There are plenty of obligations, but what about resources?
I will delve into the first rule of the ICOM Code of Ethics for Museums. This is how it goes: “Museums preserve, interpret and promote the natural and cultural inheritance of humanity.” The principle under the heading states that museums are responsible for the tangible and intangible natural and cultural heritage and requires that governing bodies and persons in charge protect and promote this heritage as well as the human, physical and financial resources made available for that purpose.
When you read further down, you get an idea of a non-commercial institution that relies on a sturdy foundation and acts consistently, persistently and professionally within the framework specified by society. The institutional position must be intact, and the same applies to the facilities in which the museum operates and cherishes and displays its collection. Ensuring sufficient funding is important, which the Code duly emphasises while also advising caution. Regardless of funding source, museums should maintain control of the content and integrity of their programmes, exhibitions and activities. The personnel must be professionals, of course.
Such high principles, don’t you think? On the other hand, all this is also essential, which shows in the fact that most of the same principles have been recorded in the Finnish Museums Act as prerequisites for state subsidies.
This first rule is probably not the one referenced most often when discussing the daily questions in museum ethics, but it is an important one to contemplate. As it is, the points listed in this rule should constitute the foundation on which successful museum work is built. Is this the case?
To begin with, my mind is filled with questions about obligations that the principle quoted at the beginning loads on to the backs of museums. In my opinion, these obligations are quite extensive. Are museums categorically responsible for all cultural heritage? Or should the responsibility be limited a little? After all, not all cultural heritage gets the attention of museums, even if it deserved it. Firstly, it is a question of choices. Somebody chooses what will be cherished as cultural heritage for future generations and, hopefully, for the benefit and joy of our generation as well. Secondly, we are faced with the reality of life. There are not enough resources to take care of everything. Therefore, I do not think that museums – or cultural memory organisations, if we expand the perspective a bit – can be said to be responsible for all cultural heritage; only that part of cultural heritage that we choose to cherish and that is possible to cherish. Someone must enable the museum processes. Someone must pay to keep the facilities intact, ensure that there are a sufficient number of skilled personnel and so forth.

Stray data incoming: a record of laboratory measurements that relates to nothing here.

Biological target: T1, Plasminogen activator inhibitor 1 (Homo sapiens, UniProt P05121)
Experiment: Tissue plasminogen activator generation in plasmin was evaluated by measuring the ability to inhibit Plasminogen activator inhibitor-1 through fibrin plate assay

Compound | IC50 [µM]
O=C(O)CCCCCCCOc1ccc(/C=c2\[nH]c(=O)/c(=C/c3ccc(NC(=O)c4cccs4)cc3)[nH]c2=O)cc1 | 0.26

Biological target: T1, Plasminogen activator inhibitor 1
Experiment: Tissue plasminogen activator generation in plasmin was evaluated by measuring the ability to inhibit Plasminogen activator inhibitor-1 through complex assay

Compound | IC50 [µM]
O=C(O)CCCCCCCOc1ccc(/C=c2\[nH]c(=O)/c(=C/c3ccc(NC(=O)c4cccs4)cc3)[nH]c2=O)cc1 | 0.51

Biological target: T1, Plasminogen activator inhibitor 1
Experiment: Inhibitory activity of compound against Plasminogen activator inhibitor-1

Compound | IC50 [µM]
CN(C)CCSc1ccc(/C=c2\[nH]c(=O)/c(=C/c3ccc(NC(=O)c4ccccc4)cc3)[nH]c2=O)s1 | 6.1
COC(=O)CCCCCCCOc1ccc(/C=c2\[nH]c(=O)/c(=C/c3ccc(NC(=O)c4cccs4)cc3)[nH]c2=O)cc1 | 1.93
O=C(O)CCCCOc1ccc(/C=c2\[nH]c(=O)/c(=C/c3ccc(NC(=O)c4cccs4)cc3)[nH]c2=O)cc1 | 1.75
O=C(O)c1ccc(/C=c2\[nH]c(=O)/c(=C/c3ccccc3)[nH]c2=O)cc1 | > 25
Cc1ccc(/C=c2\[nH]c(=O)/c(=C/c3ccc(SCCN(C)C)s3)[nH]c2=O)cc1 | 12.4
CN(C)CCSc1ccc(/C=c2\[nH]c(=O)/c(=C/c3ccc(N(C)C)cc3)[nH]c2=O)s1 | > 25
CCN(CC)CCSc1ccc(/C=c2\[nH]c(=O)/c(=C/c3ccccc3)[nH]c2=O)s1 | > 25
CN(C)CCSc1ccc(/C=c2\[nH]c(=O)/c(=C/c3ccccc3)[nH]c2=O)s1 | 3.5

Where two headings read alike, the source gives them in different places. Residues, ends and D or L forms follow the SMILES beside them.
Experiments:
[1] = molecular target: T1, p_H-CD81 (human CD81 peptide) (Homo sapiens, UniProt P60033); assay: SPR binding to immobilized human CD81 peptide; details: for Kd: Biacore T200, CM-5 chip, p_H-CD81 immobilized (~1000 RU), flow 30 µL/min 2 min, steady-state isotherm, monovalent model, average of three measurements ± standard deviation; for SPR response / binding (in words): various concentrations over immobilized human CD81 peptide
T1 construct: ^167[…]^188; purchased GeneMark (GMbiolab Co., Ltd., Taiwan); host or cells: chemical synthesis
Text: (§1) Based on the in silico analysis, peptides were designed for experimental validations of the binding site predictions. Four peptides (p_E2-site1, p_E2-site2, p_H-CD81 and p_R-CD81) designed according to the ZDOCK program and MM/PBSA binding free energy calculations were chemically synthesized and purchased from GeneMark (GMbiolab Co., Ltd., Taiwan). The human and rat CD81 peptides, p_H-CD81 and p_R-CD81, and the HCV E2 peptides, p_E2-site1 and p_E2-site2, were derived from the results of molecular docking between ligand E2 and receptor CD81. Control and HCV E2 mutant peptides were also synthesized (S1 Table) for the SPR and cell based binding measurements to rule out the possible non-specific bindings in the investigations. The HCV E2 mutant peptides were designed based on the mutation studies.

The rule says that governing bodies and persons in charge should enable these things. Naturally, this is true. When we look high enough, the persons in charge can be found in Finnish politics and ministries, which make many of the decisions affecting our museum field. But a lot of the responsibility lies with the management of the organisations. In order to ensure sufficient resources for your operations, you must act yourself.
This takes us to another aspect of the first rule to which I want to draw your attention – the mention about the non-commercial nature of museums. The prerequisites of museums for enabling their operations may be undermined by fear of commercialism. I do not think commercialism is that bad; as a matter of fact, I think it is essential these days. Museums are competing for attention with other pastimes.
This competition for attention requires commercial thinking and expertise. I recently listened and marvelled at an American museum director’s account of their fund-raising efforts, which had resulted in huge sums of money, unbelievable from the Finnish perspective, from both sponsors and private donors. Although our rules and regulations by no means prohibit sponsorship, they exude an anti-commercial attitude that I do not consider very up-to-date. Could we somehow modify this attitude to make it easier for museums to operate in modern society, an environment often revolving around finances?
Of course, this may be considered nit-picking and people may think that the rule is sufficient in its current form, but I think it pays off at least to think about the obligations to ensure that no museum or museum worker is crushed under an impossible workload due to an excessive sense of duty. Or that the necessary resources are not attained for fear of commercialism.
To conclude slightly provocatively: should museums only feel a sense of duty for something for which someone is paying them? That someone could be the state or municipality but also some private party. Reaching the latter requires a bravely commercial touch, doesn’t it?
Chairperson of the Board of the Finnish National Committee of ICOM
Intendant, National Museum of Finland